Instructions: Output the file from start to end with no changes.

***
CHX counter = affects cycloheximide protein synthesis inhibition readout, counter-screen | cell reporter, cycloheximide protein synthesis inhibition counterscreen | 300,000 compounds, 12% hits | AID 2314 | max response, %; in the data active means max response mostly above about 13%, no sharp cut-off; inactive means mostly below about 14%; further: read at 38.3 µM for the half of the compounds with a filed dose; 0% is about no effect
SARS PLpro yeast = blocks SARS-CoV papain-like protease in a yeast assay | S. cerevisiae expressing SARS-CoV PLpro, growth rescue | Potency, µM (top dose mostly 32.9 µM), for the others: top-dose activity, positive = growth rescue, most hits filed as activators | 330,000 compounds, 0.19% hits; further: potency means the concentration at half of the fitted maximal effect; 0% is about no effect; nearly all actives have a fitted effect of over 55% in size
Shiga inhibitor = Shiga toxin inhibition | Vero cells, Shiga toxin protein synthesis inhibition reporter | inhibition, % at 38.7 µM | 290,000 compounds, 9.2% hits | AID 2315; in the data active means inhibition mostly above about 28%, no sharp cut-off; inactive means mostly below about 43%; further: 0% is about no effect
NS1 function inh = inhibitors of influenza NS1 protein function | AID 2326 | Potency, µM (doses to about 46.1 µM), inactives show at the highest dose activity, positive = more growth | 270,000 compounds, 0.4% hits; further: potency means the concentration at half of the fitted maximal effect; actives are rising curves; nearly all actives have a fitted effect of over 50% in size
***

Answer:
CHX counter = affects cycloheximide protein synthesis inhibition readout, counter-screen | cell reporter, cycloheximide protein synthesis inhibition counterscreen | 300,000 compounds, 12% hits | AID 2314 | max response, %; in the data active means max response mostly above about 13%, no sharp cut-off; inactive means mostly below about 14%; further: read at 38.3 µM for the half of the compounds with a filed dose; 0% is about no effect
SARS PLpro yeast = blocks SARS-CoV papain-like protease in a yeast assay | S. cerevisiae expressing SARS-CoV PLpro, growth rescue | Potency, µM (top dose mostly 32.9 µM), for the others: top-dose activity, positive = growth rescue, most hits filed as activators | 330,000 compounds, 0.19% hits; further: potency means the concentration at half of the fitted maximal effect; 0% is about no effect; nearly all actives have a fitted effect of over 55% in size
Shiga inhibitor = Shiga toxin inhibition | Vero cells, Shiga toxin protein synthesis inhibition reporter | inhibition, % at 38.7 µM | 290,000 compounds, 9.2% hits | AID 2315; in the data active means inhibition mostly above about 28%, no sharp cut-off; inactive means mostly below about 43%; further: 0% is about no effect
NS1 function inh = inhibitors of influenza NS1 protein function | AID 2326 | Potency, µM (doses to about 46.1 µM), inactives show at the highest dose activity, positive = more growth | 270,000 compounds, 0.4% hits; further: potency means the concentration at half of the fitted maximal effect; actives are rising curves; nearly all actives have a fitted effect of over 50% in size